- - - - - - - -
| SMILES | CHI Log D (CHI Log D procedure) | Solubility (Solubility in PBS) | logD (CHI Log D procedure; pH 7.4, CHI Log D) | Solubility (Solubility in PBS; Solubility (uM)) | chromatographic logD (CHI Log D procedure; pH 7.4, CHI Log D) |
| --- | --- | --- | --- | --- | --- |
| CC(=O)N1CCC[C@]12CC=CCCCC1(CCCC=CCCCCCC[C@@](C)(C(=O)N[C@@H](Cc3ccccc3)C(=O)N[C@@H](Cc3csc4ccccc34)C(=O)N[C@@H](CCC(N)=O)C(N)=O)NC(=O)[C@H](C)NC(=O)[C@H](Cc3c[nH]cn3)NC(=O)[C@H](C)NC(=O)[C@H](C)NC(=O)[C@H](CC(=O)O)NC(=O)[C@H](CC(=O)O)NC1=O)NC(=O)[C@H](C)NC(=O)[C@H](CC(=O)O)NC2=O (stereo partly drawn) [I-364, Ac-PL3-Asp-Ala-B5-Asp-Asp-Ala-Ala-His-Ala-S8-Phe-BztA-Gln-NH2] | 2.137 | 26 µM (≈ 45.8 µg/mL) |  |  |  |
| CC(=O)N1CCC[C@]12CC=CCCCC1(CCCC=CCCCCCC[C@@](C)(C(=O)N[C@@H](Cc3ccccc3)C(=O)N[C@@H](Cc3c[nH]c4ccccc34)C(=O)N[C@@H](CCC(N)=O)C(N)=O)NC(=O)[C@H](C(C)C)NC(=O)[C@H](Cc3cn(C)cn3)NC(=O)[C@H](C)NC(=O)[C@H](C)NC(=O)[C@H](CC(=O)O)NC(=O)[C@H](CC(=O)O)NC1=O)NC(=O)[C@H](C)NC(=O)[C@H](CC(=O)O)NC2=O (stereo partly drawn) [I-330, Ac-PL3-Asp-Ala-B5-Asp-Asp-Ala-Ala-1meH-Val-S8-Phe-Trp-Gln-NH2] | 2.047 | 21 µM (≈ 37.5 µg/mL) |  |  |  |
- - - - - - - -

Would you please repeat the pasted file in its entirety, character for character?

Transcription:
| SMILES | CHI Log D (CHI Log D procedure) | Solubility (Solubility in PBS) | logD (CHI Log D procedure; pH 7.4, CHI Log D) | Solubility (Solubility in PBS; Solubility (uM)) | chromatographic logD (CHI Log D procedure; pH 7.4, CHI Log D) |
| --- | --- | --- | --- | --- | --- |
| CC(=O)N1CCC[C@]12CC=CCCCC1(CCCC=CCCCCCC[C@@](C)(C(=O)N[C@@H](Cc3ccccc3)C(=O)N[C@@H](Cc3csc4ccccc34)C(=O)N[C@@H](CCC(N)=O)C(N)=O)NC(=O)[C@H](C)NC(=O)[C@H](Cc3c[nH]cn3)NC(=O)[C@H](C)NC(=O)[C@H](C)NC(=O)[C@H](CC(=O)O)NC(=O)[C@H](CC(=O)O)NC1=O)NC(=O)[C@H](C)NC(=O)[C@H](CC(=O)O)NC2=O (stereo partly drawn) [I-364, Ac-PL3-Asp-Ala-B5-Asp-Asp-Ala-Ala-His-Ala-S8-Phe-BztA-Gln-NH2] | 2.137 | 26 µM (≈ 45.8 µg/mL) |  |  |  |
| CC(=O)N1CCC[C@]12CC=CCCCC1(CCCC=CCCCCCC[C@@](C)(C(=O)N[C@@H](Cc3ccccc3)C(=O)N[C@@H](Cc3c[nH]c4ccccc34)C(=O)N[C@@H](CCC(N)=O)C(N)=O)NC(=O)[C@H](C(C)C)NC(=O)[C@H](Cc3cn(C)cn3)NC(=O)[C@H](C)NC(=O)[C@H](C)NC(=O)[C@H](CC(=O)O)NC(=O)[C@H](CC(=O)O)NC1=O)NC(=O)[C@H](C)NC(=O)[C@H](CC(=O)O)NC2=O (stereo partly drawn) [I-330, Ac-PL3-Asp-Ala-B5-Asp-Asp-Ala-Ala-1meH-Val-S8-Phe-Trp-Gln-NH2] | 2.047 | 21 µM (≈ 37.5 µg/mL) |  |  |  |